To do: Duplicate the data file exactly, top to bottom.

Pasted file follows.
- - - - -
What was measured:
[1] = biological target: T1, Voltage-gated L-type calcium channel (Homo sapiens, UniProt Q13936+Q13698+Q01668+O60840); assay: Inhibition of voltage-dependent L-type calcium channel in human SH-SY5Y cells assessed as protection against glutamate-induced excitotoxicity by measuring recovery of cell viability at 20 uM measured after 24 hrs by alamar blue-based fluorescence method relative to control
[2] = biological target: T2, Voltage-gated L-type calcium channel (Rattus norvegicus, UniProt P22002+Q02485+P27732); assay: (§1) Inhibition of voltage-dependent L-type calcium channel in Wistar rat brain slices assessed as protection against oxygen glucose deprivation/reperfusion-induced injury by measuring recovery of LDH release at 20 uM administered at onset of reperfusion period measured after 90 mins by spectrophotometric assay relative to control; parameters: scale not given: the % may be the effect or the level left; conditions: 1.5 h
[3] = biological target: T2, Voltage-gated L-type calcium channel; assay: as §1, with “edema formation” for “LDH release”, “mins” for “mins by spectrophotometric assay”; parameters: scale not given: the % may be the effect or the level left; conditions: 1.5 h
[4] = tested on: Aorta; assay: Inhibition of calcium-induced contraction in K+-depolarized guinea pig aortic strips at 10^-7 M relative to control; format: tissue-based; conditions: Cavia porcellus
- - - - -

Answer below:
What was measured:
[1] = biological target: T1, Voltage-gated L-type calcium channel (Homo sapiens, UniProt Q13936+Q13698+Q01668+O60840); assay: Inhibition of voltage-dependent L-type calcium channel in human SH-SY5Y cells assessed as protection against glutamate-induced excitotoxicity by measuring recovery of cell viability at 20 uM measured after 24 hrs by alamar blue-based fluorescence method relative to control
[2] = biological target: T2, Voltage-gated L-type calcium channel (Rattus norvegicus, UniProt P22002+Q02485+P27732); assay: (§1) Inhibition of voltage-dependent L-type calcium channel in Wistar rat brain slices assessed as protection against oxygen glucose deprivation/reperfusion-induced injury by measuring recovery of LDH release at 20 uM administered at onset of reperfusion period measured after 90 mins by spectrophotometric assay relative to control; parameters: scale not given: the % may be the effect or the level left; conditions: 1.5 h
[3] = biological target: T2, Voltage-gated L-type calcium channel; assay: as §1, with “edema formation” for “LDH release”, “mins” for “mins by spectrophotometric assay”; parameters: scale not given: the % may be the effect or the level left; conditions: 1.5 h
[4] = tested on: Aorta; assay: Inhibition of calcium-induced contraction in K+-depolarized guinea pig aortic strips at 10^-7 M relative to control; format: tissue-based; conditions: Cavia porcellus